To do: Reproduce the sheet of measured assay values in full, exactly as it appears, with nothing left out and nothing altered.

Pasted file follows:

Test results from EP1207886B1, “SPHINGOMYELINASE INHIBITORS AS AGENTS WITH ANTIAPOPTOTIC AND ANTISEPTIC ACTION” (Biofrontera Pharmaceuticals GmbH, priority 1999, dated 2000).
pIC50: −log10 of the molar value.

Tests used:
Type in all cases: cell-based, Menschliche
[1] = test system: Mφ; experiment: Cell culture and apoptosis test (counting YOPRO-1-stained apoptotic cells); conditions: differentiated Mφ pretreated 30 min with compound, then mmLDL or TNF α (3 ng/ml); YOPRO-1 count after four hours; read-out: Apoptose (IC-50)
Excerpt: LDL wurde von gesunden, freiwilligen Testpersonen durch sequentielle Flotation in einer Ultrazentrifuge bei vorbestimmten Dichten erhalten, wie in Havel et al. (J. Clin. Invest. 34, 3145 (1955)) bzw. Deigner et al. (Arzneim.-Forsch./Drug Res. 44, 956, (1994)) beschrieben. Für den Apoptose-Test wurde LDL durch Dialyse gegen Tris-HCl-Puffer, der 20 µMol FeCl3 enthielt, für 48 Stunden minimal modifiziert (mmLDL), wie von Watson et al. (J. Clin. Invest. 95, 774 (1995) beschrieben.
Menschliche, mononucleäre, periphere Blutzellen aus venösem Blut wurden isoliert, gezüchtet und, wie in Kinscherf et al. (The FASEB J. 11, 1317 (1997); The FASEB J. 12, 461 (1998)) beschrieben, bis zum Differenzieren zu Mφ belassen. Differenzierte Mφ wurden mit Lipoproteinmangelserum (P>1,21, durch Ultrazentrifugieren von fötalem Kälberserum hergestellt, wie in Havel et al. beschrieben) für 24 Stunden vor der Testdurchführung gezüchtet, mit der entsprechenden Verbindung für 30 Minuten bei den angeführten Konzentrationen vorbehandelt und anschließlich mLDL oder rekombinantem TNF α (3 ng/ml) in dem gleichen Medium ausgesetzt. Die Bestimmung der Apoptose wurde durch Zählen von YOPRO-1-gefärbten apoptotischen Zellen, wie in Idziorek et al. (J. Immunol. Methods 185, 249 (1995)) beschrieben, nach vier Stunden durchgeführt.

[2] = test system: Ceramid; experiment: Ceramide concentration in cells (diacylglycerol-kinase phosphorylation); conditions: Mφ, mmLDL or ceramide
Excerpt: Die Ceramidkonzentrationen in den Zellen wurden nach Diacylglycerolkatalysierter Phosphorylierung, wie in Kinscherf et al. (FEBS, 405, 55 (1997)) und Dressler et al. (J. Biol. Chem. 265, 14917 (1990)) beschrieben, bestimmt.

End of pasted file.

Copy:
Test results from EP1207886B1, “SPHINGOMYELINASE INHIBITORS AS AGENTS WITH ANTIAPOPTOTIC AND ANTISEPTIC ACTION” (Biofrontera Pharmaceuticals GmbH, priority 1999, dated 2000).
pIC50: −log10 of the molar value.

Tests used:
Type in all cases: cell-based, Menschliche
[1] = test system: Mφ; experiment: Cell culture and apoptosis test (counting YOPRO-1-stained apoptotic cells); conditions: differentiated Mφ pretreated 30 min with compound, then mmLDL or TNF α (3 ng/ml); YOPRO-1 count after four hours; read-out: Apoptose (IC-50)
Excerpt: LDL wurde von gesunden, freiwilligen Testpersonen durch sequentielle Flotation in einer Ultrazentrifuge bei vorbestimmten Dichten erhalten, wie in Havel et al. (J. Clin. Invest. 34, 3145 (1955)) bzw. Deigner et al. (Arzneim.-Forsch./Drug Res. 44, 956, (1994)) beschrieben. Für den Apoptose-Test wurde LDL durch Dialyse gegen Tris-HCl-Puffer, der 20 µMol FeCl3 enthielt, für 48 Stunden minimal modifiziert (mmLDL), wie von Watson et al. (J. Clin. Invest. 95, 774 (1995) beschrieben.
Menschliche, mononucleäre, periphere Blutzellen aus venösem Blut wurden isoliert, gezüchtet und, wie in Kinscherf et al. (The FASEB J. 11, 1317 (1997); The FASEB J. 12, 461 (1998)) beschrieben, bis zum Differenzieren zu Mφ belassen. Differenzierte Mφ wurden mit Lipoproteinmangelserum (P>1,21, durch Ultrazentrifugieren von fötalem Kälberserum hergestellt, wie in Havel et al. beschrieben) für 24 Stunden vor der Testdurchführung gezüchtet, mit der entsprechenden Verbindung für 30 Minuten bei den angeführten Konzentrationen vorbehandelt und anschließlich mLDL oder rekombinantem TNF α (3 ng/ml) in dem gleichen Medium ausgesetzt. Die Bestimmung der Apoptose wurde durch Zählen von YOPRO-1-gefärbten apoptotischen Zellen, wie in Idziorek et al. (J. Immunol. Methods 185, 249 (1995)) beschrieben, nach vier Stunden durchgeführt.

[2] = test system: Ceramid; experiment: Ceramide concentration in cells (diacylglycerol-kinase phosphorylation); conditions: Mφ, mmLDL or ceramide
Excerpt: Die Ceramidkonzentrationen in den Zellen wurden nach Diacylglycerolkatalysierter Phosphorylierung, wie in Kinscherf et al. (FEBS, 405, 55 (1997)) und Dressler et al. (J. Biol. Chem. 265, 14917 (1990)) beschrieben, bestimmt.